Yeah, this could have been a contributing factor. Late at night someone might have been coming home drunk, although it was the middle of the week. Possibly just tired.

There should be enough redundancy that taking out one post wouldn’t cause the whole building to just collapse. But if multiple posts were already weakened and in need of repair then perhaps the redundancy designed into the structure had disappeared due to neglect.

For a cause: I’m thinking sinking ground underneath. Many of Florida’s high-rises should be concerned.
You’d need a lot more force to affect a post. Imagine the damage to the car, and understand that all that damage was NOT inflicted on the post.
So, armored car, or tank, sure, that might cause some post damage.

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I have read that they are already blaming global warming, sea level rise, and subsequent erosion.

On occasion, 18 wheelers have knocked bridges over the interstate down, but that is a lot more mass and a lot higher speed. Just something to wonder about (and car insurers to fret about).

mpc has posts above mentioning 2 possible contributing factors:

  1. past complaints about unrepaired cracked facades, which may have allowed corrosion to rebar
  2. past report about subsidence at this particular location being an outlier relative to the rest of that part of the FL coast

Now there are reports coming out that a structural engineer made a report in 2018 that there was major structural damage to the concrete structural slab due to failed waterproofing and improper design allowing water to pond. Cracking of concrete columns, exposed and deteriorated rebar,…

Was this a doorman building?

This sounds eerily similar to my former home… except at great expense we/they did something about it before the building collapsed.

My recollection is that the price tag was around $15 million, plus the cost of completely redoing the landscaping / concrete around the building that would be torn up which added a 7 figure amount to the total.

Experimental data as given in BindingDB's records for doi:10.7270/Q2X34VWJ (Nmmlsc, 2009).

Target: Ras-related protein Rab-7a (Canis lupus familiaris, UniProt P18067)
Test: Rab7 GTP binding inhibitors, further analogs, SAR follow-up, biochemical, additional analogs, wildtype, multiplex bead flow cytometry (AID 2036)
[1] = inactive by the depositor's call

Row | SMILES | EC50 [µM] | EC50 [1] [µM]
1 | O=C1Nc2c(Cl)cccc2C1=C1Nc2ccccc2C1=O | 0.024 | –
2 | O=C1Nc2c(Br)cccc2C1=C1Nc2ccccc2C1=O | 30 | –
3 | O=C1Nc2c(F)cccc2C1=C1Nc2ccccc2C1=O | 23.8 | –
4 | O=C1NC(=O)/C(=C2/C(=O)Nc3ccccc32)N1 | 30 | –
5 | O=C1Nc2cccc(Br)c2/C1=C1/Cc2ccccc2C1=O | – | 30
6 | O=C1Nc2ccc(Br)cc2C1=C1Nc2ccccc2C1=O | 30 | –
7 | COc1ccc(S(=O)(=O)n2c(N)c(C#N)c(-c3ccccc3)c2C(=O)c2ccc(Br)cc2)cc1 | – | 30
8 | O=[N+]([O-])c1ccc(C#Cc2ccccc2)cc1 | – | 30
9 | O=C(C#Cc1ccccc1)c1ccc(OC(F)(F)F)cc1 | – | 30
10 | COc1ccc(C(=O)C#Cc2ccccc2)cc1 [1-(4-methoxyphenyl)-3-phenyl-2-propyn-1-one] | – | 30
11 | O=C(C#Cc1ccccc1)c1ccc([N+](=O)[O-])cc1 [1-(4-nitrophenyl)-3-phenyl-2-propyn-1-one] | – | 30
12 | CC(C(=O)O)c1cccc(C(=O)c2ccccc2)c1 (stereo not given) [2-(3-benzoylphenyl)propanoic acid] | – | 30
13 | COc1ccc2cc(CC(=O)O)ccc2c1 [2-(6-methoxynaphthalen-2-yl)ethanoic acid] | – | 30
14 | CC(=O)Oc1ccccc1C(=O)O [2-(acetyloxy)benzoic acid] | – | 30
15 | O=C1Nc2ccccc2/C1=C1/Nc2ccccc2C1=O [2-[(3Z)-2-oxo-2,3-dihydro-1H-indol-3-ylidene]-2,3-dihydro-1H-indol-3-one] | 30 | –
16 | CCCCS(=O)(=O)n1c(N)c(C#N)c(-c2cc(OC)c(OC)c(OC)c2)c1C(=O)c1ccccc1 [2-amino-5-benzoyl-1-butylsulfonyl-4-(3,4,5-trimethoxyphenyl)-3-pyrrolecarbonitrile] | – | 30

That’s a lot for a ~150 unit building.

This building appears to be situated on a larger slab with fewer units to split the cost. A possibly mitigating factor is that with fewer stories / less weight per square foot of slab, possibly the replacement cost per square foot might have been lower??? IANAStructural Engineer.

It will be interesting to read through the minutes of the board meetings to see what the HOA did with the report. Were they actively saving up to get the work done as soon as possible or were they saying “engineer schmengineer… the building probably won’t collapse, so screw it.”

Engineer’s report from 2018:

Evidently lots of water coming into the condos from windows/patios, problems with garage supports.

also, got this from reddit, this channel has been covering the issue from some people who have done engineering in Florida real estate:

Two videos on the disaster up so far, and one to drop in a few hours:

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Depending on the backup practices of whoever kept those minutes, they may have been destroyed along with the building. Some survivors might know, though.